As 8051 compatible micro-controller is used as the first, the second and the third micro-controller 24, 26, 28 respectively, the well known I2C bus is used to communicate the micro-controllers as shown. The first emulator 21 communicates with the second micro-controller 26 via the lines 210. The second emulator 23 communicates with the third micro-controller 28 via the lines 230.
As the Utility Program issues a non-USB command, i.e. a plug-in action of port 1, via the RS-232, the first micro-controller 24, in response, issues a control signal to relay device R11 which corresponds to the port 1. The relay device R11 then, in response, is closed to emulate the plug-in of the port 1. The status of the relay device R11 is read either by USB hub 16 via the USB line 15 or read by the first emulator 21 via the USB line 15. Under the control of the Utility Program, the status may be returned to the Utility Program either through RS-232 or line 18. If RS-232 is specified, then the status is transmitted through the first emulator 21, line 210, the second micro-controller 26, the I2C bus 260 and the first micro-controller 24.
In parallel, the relay device corresponding to the port of a bulk-type or a isochrome-type device may be controlled in the same way. Under the control of the Utility Program, the status may be returned to the Utility Program either through RS-232 or line 18. If RS-232 is specified, then the status is transmitted through the second emulator 23, line 230, the third micro-controller 28, the I2C bus 280 and the first micro-controller 24. Through the provision of the invention, the location of the bug can be found easily during test.
The software architecture of the invention is shown in FIG. 3. As a command is issued by the Utility Program 30, the WINDOWS 98 kernel 32 operates accordingly to call a corresponding down stream device driver 331, 333 or 335. Thereafter, the corresponding device driver is called to drive the WINDOWS 98 bus driver 34. In succession, the command is received by the firmware 35 either within the first emulator 21 or the second emulator 23. In response, the first or second emulator 21, 23 then instructs the corresponding first or second micro-controller 26, 28 to perform the required USB command.
To illustrate how the statuses of the relay devices, for instance, R11 and R12 are transmitted to the USB hub 16 and how these statuses are used by the invention, the preferred embodiments for the R11 and R12 are shown in FIG. 4.
As shown in FIG. 4, the relay device R11 has two control inputs 1 and 2 respectively receiving bit x signal. The bit x signal is one signal within the control lines 22 of FIG. 2. Also, the relay device R12 has two control inputs 1 and 2 respectively receiving bit y signal. The bit y signal is one signal within the control lines 22 of FIG. 2. The relay device R11 has first and second relays corresponding to the control inputs 1 and 2 respectively. The relay device R12 has first and second relays corresponding to the control inputs 1 and 2 respectively. The first relay within the relay device R11 has a D+ signal output terminal and the second relay within the relay device R11 has a D_signal output terminal. The first relay within the relay device R12 has a D+ signal output terminal and the second relay within the relay device R12 has a D_signal output terminal. The D− signal output terminal of R11 is connected to the D− signal output terminal of R12 and the D− signal is one signal within the USB lines 15 of FIG. 2. The D+ signal output terminal of R11 is connected to the D+ signal output terminal of R12 and the D+ signal is one signal within the USB lines 15 of FIG. 2. When bit x=1, the first and second relays of R11 are close, the D− output terminal thereof outputs logic high signal. The D_is a status output terminal, which is coupled to the USB bus 15, of the relay 11. When bit y=1, the first and second relays of R12 are close, the D+ output terminal thereof outputs logic high signal. The D+ is a status output terminal, which is coupled to the USB bus 15, of the relay 12. As bit x is set to be 1 and bit y is set to be 0, the D− signal within USB lines 15 is logic high. According to the specification of USB standard, this indicates a condition of low speed device being plugged in. As bit y is set to be 1 and bit x is set to be 0, the D+ signal within USB lines 15 is logic high. According to the specification of USB standard, this indicates a condition of high speed device being plugged in. As bit x is set to be 0 and bit y is set to be 0, according to the specification of USB standard, this indicates a condition of the USB device being plugged out. Therefore, the conditions of plug-in, plug-out and switching between the high and low speed operations are emulated through the relay devices R11 and R12.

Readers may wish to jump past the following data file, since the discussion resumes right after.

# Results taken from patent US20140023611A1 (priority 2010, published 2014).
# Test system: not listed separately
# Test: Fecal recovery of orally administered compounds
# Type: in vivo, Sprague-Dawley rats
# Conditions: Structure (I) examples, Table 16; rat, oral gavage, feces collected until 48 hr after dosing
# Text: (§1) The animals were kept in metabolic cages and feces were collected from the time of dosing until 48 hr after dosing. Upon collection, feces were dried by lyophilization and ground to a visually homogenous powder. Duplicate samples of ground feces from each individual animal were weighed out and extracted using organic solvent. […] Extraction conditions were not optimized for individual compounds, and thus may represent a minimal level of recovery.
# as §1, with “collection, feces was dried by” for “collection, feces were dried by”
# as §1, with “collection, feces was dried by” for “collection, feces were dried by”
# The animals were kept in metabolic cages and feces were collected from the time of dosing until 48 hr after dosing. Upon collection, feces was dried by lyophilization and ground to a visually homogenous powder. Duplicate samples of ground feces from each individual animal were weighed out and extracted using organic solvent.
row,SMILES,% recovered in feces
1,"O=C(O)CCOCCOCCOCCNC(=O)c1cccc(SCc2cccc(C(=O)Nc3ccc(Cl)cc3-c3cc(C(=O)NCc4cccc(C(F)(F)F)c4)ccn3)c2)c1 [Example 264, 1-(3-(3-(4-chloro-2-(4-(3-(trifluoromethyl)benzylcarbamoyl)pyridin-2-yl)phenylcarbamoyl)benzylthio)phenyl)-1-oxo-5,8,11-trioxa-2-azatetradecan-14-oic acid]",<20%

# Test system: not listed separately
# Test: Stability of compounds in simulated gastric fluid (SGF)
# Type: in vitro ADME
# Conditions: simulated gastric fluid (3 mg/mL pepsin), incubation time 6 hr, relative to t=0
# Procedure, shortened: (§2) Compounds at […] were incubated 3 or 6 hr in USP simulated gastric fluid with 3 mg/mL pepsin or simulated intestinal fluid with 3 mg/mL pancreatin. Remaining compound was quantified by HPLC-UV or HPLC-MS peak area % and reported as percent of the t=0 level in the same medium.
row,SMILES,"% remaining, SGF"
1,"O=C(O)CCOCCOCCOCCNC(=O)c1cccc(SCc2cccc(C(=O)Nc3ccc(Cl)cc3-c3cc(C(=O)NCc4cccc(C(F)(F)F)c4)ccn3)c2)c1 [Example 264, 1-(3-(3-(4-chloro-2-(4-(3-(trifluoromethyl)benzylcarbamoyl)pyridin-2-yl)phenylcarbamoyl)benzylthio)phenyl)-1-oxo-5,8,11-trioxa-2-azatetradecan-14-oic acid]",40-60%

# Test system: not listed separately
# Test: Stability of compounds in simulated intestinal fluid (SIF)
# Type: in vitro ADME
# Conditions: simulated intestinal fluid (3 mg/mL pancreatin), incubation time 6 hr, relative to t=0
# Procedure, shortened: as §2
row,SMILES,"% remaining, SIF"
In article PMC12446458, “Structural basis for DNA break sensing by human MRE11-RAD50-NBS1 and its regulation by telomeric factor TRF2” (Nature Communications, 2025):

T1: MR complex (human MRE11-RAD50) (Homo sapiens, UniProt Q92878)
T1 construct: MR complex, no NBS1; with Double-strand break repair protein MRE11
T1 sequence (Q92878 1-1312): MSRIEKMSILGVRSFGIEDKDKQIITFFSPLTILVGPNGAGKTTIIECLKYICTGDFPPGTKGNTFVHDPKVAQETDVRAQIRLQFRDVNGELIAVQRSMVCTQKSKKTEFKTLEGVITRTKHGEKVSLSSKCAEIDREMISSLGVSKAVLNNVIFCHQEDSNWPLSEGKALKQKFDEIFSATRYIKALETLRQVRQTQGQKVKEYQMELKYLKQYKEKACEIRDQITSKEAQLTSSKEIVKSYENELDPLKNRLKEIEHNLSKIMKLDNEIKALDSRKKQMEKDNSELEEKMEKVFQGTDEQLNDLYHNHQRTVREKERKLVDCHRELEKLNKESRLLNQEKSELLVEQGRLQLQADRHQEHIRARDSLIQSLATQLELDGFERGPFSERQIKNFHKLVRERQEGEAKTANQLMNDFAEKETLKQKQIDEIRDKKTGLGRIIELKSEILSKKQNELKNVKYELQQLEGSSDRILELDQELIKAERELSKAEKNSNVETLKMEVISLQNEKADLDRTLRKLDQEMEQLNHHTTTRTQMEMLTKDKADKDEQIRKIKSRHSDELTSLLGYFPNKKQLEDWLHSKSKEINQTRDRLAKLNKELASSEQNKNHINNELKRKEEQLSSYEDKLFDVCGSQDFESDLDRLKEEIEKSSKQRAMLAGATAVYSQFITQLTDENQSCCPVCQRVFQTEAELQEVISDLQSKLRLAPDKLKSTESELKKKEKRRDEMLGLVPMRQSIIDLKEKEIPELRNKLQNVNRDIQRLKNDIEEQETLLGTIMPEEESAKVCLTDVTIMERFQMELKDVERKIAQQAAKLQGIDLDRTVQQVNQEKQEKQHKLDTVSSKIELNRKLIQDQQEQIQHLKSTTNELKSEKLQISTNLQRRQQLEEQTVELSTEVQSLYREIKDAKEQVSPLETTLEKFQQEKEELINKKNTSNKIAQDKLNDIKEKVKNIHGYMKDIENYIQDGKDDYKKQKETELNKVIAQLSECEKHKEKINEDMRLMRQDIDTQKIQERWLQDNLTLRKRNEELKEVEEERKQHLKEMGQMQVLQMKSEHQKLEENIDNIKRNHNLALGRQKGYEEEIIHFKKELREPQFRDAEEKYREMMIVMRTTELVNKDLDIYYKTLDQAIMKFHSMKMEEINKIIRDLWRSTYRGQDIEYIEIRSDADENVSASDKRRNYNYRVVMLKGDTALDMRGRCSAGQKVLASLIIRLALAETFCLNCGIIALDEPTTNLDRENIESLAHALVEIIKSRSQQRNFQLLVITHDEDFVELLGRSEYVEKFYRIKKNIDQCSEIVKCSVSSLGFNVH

It may be readily understood that operations of R21, R22 and R31, R32 and R41, R42 may be similar to that of R11, R12 recited above.
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|U.S. Classification||714/43, 710/105, 714/E11.168|
|Nov 16, 1998||AS||Assignment|
Owner name: WINBOND ELECTRONICS CORP., A CORP. OF TAIWAN, TAIW
Free format text: ASSIGNMENT OF ASSIGNORS INTEREST;ASSIGNORS:HSU, LIANG-HAO;SHEN, CHIH-CHENG;KAO, CHAO-TING;AND OTHERS;REEL/FRAME:009603/0075
Effective date: 19981105
|Oct 28, 2005||FPAY||Fee payment|
Year of fee payment: 4
|Dec 28, 2009||REMI||Maintenance fee reminder mailed|
|May 21, 2010||LAPS||Lapse for failure to pay maintenance fees|
|Jul 13, 2010||FP||Expired due to failure to pay maintenance fee|
Effective date: 20100521